When I visit Asian food markets, I usually pick up big bags of dumplings as surefire backups for nights when I don't feel like cooking. They're cheap, easy to cook and always filling, and can do in any kind of pinch.
They also happen to be an auspicious food for celebrating Chinese New Year — they symbolize wealth. So when I found out about locally made Yum Dragon Dumplings during the same week that Year of the Dragon arrived, I tracked down a bag to mark the occasion.
These plump little pockets are the creation of Linda Furiya, an accomplished food writer and author who lives in Shelburne. Though Furiya grew up in Indiana eating mostly Japanese fare, she's travelled and lived in China, too, and for years penned a food column for the San Francisco Chronicle on Japanese and Chinese cooking.
This week, I steamed and pan-fried a few alongside some other vegetarian dumplings, in order to compare their flavors. Furiya's definitely have their own peppery personality — sort of like a shredded spring garden spiked with garlic, scallions and ginger. A fine mince of cabbage and shiitake mushrooms give them a funky earthiness, dotted with tiny bits of carrot for sweetness and tofu for creaminess. Their squishy outsides are stained a pale green from spinach juice, too — a very Vermonty version of an almost universal food.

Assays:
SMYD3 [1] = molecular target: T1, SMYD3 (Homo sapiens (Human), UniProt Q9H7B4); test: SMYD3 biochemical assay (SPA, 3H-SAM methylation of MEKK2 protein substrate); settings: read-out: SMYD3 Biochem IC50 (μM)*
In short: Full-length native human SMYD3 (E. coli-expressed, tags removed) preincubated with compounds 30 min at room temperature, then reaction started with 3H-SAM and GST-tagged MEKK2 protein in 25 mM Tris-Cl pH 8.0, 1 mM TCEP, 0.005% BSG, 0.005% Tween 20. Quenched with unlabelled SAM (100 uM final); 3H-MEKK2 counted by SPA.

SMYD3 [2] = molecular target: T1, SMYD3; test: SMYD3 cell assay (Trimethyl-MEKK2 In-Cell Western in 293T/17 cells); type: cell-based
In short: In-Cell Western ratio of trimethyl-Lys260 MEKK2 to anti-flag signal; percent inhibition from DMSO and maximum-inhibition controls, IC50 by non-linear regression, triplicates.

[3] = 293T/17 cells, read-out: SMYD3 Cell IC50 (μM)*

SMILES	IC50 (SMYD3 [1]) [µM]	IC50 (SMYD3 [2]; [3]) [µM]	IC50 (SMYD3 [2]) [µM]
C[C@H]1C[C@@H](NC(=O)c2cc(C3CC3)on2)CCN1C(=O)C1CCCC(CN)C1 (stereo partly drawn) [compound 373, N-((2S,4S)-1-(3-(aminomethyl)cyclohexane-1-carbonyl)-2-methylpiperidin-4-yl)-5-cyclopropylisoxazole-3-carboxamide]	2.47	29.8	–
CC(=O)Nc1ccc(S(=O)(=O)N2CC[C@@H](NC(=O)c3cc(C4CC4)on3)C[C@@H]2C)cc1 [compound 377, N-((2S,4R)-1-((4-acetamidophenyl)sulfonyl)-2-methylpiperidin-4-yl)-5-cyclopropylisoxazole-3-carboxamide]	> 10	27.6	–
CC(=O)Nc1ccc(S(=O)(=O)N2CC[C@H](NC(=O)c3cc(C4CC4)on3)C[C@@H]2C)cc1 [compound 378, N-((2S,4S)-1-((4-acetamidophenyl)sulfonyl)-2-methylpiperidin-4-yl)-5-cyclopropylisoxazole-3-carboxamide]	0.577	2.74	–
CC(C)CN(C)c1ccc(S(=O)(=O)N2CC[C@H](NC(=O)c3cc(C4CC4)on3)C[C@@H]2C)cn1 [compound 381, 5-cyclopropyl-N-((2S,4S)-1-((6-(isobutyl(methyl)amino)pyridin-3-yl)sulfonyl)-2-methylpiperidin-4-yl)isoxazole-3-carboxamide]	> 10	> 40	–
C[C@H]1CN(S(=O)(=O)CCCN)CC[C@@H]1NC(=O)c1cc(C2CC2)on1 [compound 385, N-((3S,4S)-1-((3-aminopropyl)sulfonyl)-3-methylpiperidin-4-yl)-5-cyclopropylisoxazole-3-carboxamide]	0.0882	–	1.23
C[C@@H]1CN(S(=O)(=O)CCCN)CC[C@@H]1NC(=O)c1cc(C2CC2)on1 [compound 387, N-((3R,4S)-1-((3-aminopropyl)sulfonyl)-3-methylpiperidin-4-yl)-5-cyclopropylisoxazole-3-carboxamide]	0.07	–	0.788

Steaming allows their delicate flavors to better emerge, I thought, but you need to be careful removing them from the basket as they tend to stick (at least to mine). With a cup of green tea, they make for a perfect lunch. And maybe they'll even bring a bit of luck my way this year, too.
(To make a simple dipping sauce for the dumplings, mince a thimble-sized piece of ginger and blend it with 3 tablespoons each of light soy sauce and rice vinegar, and 1 tablespoon of sesame oil. I also like to toast 2 tablespoons of sesame seeds and toss them into the sauce — they'll steam & sizzle when you do.)
Photo from the Yum Dragon Dumplings site. Find them at Healthy Living Market and Shelburne Supermarket.